However, the story of the Mitchell Park Horticultural’ Conservatory was far from over. Having expended much energy meeting the urgent postwar demand for public housing, Milwaukee was entering an era of renewed CIVIC growth through new public projects such as County Stadium, the County Zoo and the War Memorial Center. Mitchell Park was ready for a new structure that would capture the prosperity and optimism of the period.
The Envy of the Nation
A new age brought with it a different set of objectives. The new conservatory would have to accommodate tall plants, employ modern means of controlling heat, moisture and ventilation, and above all serve as a visual beacon for Milwaukee’s public park system—the envy of the nation.
More than 30 architects were interviewed for the job, including the established firm of Eschweiler & Eschweiler. A young architect named Donald Grieb won the commission. He began work on the project in 1958, and just as the architect of the original conservatory had turned to a symbol of the modern era for inspiration, Grieb looked to a visionary architect/engineer of his day, Buckminster Fuller, whose signature geodesic domes had gained international repute and were already employed in conservatory designs elsewhere.
Grieb, now more than 90 years old, recalls an early attempt to get Fuller’s design team onboard: “I asked them if they’d like to join hands with me in designing these domes,” Grieb says. “They sent an attorney out and he made it clear their system was one they didn’t want to work on with another architect. So they were off the list.”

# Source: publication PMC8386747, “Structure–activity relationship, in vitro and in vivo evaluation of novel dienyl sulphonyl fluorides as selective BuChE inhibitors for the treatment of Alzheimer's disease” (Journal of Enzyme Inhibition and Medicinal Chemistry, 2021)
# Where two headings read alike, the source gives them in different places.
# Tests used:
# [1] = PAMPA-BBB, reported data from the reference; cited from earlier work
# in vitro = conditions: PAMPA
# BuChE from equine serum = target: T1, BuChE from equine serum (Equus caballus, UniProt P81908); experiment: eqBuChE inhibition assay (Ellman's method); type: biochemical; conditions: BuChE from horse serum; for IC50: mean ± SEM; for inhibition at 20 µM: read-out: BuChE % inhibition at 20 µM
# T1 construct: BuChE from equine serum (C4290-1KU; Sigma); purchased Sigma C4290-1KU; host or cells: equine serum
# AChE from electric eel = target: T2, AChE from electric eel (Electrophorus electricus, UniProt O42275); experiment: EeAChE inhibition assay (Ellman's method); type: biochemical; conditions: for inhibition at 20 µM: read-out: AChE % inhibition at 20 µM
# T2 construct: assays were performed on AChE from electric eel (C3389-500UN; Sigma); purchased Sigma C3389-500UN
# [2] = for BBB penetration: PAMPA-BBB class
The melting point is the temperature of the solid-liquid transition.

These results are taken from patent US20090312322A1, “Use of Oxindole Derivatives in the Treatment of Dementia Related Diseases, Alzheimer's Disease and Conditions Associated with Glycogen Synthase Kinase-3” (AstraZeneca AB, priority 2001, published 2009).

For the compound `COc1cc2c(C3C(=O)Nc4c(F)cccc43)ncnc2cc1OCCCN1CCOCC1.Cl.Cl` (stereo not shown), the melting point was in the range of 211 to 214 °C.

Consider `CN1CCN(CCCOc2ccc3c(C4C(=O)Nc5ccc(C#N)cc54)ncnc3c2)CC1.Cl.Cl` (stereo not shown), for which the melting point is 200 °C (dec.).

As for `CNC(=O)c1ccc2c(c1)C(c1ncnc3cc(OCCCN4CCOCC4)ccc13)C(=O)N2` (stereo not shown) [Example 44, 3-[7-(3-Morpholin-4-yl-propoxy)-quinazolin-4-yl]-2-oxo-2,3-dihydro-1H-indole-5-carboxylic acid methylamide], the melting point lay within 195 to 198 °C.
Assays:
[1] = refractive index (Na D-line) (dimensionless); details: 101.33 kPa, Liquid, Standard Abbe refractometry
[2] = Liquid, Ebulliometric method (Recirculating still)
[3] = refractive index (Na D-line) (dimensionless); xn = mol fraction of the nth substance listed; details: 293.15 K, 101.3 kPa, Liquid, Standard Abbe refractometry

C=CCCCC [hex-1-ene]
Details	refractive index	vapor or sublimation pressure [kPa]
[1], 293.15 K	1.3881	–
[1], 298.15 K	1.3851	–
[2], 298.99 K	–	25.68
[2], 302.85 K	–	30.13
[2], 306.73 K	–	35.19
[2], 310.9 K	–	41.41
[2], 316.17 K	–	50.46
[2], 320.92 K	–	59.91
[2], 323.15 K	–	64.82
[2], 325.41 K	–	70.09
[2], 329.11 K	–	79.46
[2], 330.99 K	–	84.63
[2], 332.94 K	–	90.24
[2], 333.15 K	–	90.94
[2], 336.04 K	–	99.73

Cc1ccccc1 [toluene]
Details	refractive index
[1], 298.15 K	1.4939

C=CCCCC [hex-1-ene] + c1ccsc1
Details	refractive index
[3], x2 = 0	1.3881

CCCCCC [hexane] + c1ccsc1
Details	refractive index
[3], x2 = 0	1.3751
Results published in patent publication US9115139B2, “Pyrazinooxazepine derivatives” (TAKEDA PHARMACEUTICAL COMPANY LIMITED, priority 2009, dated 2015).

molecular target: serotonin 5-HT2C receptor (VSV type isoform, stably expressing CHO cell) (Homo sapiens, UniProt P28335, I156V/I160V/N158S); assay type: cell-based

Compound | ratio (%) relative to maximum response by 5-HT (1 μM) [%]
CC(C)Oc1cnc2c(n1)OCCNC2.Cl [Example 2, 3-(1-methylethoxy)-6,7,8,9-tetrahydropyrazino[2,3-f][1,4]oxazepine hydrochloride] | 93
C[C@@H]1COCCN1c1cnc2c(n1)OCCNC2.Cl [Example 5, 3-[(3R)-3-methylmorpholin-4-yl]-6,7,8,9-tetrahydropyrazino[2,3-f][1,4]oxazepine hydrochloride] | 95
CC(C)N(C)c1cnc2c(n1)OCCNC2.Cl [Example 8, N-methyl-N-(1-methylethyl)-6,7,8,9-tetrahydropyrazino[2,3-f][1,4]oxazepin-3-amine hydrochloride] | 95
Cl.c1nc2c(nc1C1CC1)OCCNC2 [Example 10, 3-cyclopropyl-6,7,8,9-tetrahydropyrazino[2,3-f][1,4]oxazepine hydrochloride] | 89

Perhaps rightly so, for Grieb ended up significantly tweaking Fuller’s design to maximize the Domes’ height and cut out obstructive structural members. His Domes are described as the world’s first glass conoidal domes and were greeted by the media of the day with comments ranging from the exclamatory “revolutionary” and “ultramodern” to the highly descriptive “Eskimo village” and “glass bubble.” Like Fuller’s domes, they somehow stood outside of their time, and continue to do so today. Interestingly, after the first dome was underway, Grieb was reminded of ancient precedents for his structure.
“I got a call from a friend and he said, ‘Is that dome you’re building anything like the domes I just saw in Italy?”‘ he recalls. “I asked, ‘What dome did you see’ and he said, ‘It’s the Pantheon in Rome.’ Here was this building built 100 years after Christ and the principles of its design matched my own!”
The Domes‘ tessellated, reinforced-concrete substructure also nodded to new and innovative uses of this material by architects of the day like Le Corbusier, Eduardo Torroja and Eero Saarinen, who designed the War Memorial. Even the echoing archways of the Domes’ entryway have a Saarinen feel. And like Fuller’s creations, the futuristic, otherworldy form of the Domes speaks to the space Age’s fascination with unexplored territories. The first dome was completed in 1964, succeeded by the other two in the following three years. The Mitchell Park Domes symbolized a period for Milwaukee that promised hope and change.